In this reblog post I only have a slight quibble of what Carson has written. Here is the section where I have a different understanding: It is vital to state that Jesus was not incarnate until the NT. He did not possess any kind of human (or angelic) body in the OT. He appeared in a human form in the former times of the OT, but He did not assume a human form until “the fullness of time had come” (Galatians 4:4) in the NT. There is a major difference in the Son of God revealing Himself through His creation in the OT and the Son of God uniting Himself to His creation in the NT.
Since all creation was by and for Christ, He could temporarily assume a physical body that appeared normal and tangible to other humans. Of course He could also manifest His glory at other times such as on Sinai, the glorified visions to O.T. Prophets, and, post-incarnation, such as the Transfiguration of Jesus to His core disciples.
In the O.T. He ate with Abraham and appeared as Melchizedek, the prototypical High Priest of God Most High. To Joshua, he appeared as a warrior with drawn sword. Joshua assumed Him a normal, tangible human. Of course I agree the difference post-incarnation being His ever-afterward permanent state of flesh: …and the Word became flesh (Jn. 1.14). Additionally, after His resurrection, Jesus now possesses a spiritual body as a “first fruit” from the dead. Christians constitute the remaining grain harvest represented by the figure of “first fruits,” since they will one day also receive a body like His (Phil. 3.21, 1Cor. 15.35-54).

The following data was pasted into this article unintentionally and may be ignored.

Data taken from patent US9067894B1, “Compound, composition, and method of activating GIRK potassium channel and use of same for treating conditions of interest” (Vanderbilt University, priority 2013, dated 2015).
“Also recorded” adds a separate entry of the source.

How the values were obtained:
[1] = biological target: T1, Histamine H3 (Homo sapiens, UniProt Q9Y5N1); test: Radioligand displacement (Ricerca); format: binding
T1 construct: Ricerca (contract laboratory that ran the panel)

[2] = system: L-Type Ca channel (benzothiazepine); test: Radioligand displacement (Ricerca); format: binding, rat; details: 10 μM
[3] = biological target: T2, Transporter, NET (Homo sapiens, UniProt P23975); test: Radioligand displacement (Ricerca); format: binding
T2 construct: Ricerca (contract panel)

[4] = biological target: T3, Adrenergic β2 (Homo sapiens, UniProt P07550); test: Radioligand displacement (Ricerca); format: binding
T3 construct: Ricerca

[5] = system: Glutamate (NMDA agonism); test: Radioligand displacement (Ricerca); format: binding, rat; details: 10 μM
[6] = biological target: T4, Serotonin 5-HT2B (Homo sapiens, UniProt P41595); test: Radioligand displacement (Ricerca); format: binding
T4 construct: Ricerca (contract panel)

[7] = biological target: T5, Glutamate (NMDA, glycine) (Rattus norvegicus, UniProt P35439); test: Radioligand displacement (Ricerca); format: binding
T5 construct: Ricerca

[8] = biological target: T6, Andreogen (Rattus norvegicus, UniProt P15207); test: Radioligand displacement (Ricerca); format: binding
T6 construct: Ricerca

This grain harvest is probably when Christ swings His sickle and harvests the earth (Rev. 14.14-16). The subsequent harvest by an angel in vss. 17-20 clearly refer the the “grapes of wrath” harvest and is differentiated from Christ’s harvest of Christians to glory.Why is the Angel of the LORD Important? | Ben Carlson — Covenant Baptist Theological Seminary